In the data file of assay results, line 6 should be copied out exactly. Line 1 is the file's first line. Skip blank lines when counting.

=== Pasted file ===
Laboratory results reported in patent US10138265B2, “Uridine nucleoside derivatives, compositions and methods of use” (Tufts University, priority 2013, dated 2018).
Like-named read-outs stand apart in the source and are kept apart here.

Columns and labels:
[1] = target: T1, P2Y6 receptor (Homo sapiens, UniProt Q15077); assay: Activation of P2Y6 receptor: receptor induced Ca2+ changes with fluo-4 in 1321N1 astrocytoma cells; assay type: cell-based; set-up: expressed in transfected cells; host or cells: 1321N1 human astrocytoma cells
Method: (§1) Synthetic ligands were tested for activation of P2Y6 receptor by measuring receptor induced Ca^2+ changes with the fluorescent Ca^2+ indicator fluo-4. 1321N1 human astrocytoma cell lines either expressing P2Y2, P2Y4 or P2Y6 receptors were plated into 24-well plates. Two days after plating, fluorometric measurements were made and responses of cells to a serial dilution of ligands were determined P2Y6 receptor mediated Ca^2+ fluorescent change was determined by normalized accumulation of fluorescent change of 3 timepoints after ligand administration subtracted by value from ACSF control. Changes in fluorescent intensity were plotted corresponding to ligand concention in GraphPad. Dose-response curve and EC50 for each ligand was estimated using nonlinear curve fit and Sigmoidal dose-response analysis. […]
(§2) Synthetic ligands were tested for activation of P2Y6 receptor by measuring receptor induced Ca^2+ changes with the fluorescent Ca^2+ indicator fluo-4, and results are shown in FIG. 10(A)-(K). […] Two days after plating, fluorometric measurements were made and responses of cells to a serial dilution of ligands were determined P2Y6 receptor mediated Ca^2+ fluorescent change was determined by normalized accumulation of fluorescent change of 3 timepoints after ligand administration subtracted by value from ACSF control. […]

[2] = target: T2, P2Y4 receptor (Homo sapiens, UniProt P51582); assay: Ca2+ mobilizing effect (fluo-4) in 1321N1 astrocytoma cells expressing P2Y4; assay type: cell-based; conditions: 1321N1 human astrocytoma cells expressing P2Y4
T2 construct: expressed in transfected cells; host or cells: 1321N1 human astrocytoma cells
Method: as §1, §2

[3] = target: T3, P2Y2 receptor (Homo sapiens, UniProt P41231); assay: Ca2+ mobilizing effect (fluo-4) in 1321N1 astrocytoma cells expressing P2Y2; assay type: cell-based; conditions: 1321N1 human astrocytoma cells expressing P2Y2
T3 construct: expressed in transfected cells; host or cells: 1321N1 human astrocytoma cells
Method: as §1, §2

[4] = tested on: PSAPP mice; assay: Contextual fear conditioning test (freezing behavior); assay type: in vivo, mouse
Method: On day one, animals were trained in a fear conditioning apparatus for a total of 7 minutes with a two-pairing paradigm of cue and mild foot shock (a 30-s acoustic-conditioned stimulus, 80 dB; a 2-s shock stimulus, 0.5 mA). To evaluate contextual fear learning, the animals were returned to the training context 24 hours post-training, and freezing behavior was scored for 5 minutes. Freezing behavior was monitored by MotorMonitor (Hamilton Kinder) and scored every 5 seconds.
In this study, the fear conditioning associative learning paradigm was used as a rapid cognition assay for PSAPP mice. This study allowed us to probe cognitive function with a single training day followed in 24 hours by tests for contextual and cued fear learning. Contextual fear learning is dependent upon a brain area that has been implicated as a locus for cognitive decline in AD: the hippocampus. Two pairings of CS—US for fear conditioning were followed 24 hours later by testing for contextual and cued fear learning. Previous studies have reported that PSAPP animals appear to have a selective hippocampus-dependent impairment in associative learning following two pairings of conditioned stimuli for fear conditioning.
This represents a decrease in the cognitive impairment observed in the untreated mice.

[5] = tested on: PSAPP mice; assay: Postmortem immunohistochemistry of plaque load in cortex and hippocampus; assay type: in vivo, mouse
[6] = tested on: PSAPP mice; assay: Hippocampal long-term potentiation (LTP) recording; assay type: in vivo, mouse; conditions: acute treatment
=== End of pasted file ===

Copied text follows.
(§2) Synthetic ligands were tested for activation of P2Y6 receptor by measuring receptor induced Ca^2+ changes with the fluorescent Ca^2+ indicator fluo-4, and results are shown in FIG. 10(A)-(K). […] Two days after plating, fluorometric measurements were made and responses of cells to a serial dilution of ligands were determined P2Y6 receptor mediated Ca^2+ fluorescent change was determined by normalized accumulation of fluorescent change of 3 timepoints after ligand administration subtracted by value from ACSF control. […]